vuex: state field “foo” was overridden by a module with the same name at “foo”

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I am getting this warning in the console:

[vuex] state field "foo" was overridden by a module with the same name at "foo"

What does it mean and what can I have done wrong?


Solution

This is a new warning added in Vuex 3.1.2.

https://github.com/vuejs/vuex/releases/tag/v3.1.2

It is logged when a property name within the state conflicts with the name of a module, like so:

new Vuex.Store({
  state: {
    foo: 'bar'
  },
  modules: {
    foo: {}
  }
})

If you attempt to access state.foo you might expect the value to be 'bar' but it will actually refer to the state of the foo module.

You would fix this problem by removing the property from the state object, or by renaming either the property or the module.

Here’s a small example that logs the relevant warning and shows the resulting value of state.foo:

_x000D_

_x000D_

const store = new Vuex.Store({_x000D_
  state: {_x000D_
    foo: 'bar'_x000D_
  },_x000D_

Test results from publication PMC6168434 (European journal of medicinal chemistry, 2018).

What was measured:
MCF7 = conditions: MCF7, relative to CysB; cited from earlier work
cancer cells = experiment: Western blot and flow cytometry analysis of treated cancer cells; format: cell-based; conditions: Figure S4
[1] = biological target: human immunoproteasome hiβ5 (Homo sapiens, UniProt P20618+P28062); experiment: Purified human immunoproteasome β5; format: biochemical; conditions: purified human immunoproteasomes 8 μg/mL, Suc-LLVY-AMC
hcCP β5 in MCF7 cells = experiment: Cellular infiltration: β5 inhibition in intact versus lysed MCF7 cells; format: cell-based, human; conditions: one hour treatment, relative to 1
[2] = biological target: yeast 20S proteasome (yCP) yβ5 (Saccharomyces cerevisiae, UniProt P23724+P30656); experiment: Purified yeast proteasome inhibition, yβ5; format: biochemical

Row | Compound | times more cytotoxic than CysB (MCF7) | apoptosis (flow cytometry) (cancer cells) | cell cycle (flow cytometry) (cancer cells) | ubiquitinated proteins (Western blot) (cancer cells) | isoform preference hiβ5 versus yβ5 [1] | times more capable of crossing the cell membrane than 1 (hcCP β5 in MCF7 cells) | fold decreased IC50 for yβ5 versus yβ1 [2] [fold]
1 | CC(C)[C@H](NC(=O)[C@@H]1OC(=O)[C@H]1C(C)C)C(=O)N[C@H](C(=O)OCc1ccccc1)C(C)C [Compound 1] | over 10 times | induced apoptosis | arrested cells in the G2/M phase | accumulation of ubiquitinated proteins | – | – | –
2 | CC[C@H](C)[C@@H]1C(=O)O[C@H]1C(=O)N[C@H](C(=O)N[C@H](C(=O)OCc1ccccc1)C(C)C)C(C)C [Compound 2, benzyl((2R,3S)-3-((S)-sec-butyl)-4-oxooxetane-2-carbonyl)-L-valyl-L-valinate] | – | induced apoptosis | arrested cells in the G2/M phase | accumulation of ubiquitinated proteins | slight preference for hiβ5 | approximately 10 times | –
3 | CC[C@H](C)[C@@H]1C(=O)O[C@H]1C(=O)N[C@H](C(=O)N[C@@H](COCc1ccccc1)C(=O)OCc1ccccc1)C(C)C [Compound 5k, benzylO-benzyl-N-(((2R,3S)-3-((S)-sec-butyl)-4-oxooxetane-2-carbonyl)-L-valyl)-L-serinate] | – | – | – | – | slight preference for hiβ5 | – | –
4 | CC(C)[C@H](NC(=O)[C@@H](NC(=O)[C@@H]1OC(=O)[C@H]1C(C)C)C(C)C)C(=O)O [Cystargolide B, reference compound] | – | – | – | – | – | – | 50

modules: {_x000D_
    foo: { state: { flag: 2 } }_x000D_
  }_x000D_
})_x000D_
_x000D_
console.log(store.state.foo)

_x000D_

<script src="https://unpkg.com/[email protected]/dist/vue.js"></script>_x000D_
<script src="https://unpkg.com/[email protected]/dist/vuex.js"></script>

_x000D_

_x000D_

_x000D_

Update:

This warning can also be logged if you create multiple stores using the same configuration object, e.g. during testing.

Here’s an example:

_x000D_

_x000D_

const config = {_x000D_
  state: {},_x000D_
_x000D_
  modules: {_x000D_
    foo: {}_x000D_
  }_x000D_
}_x000D_
_x000D_
const store1 = new Vuex.Store(config)_x000D_
const store2 = new Vuex.Store(config)

_x000D_

<script src="https://unpkg.com/[email protected]/dist/vue.js"></script>_x000D_
<script src="https://unpkg.com/[email protected]/dist/vuex.js"></script>

_x000D_

_x000D_

_x000D_

The problem is that the configuration includes a root state object. The first store adds the foo module to that object. When the second store tries to do the same thing it finds that the property already exists and logs the error.

If the root state object is empty, like it is in my example, then it could just be removed. However, assuming it isn’t empty you’d fix this by changing it to a function instead:

const config = {
  state () {
    return {
      /* state properties here */
    }
  },

  modules: {
    foo: {}
  }
}

This works exactly the same way as the data function for a component.

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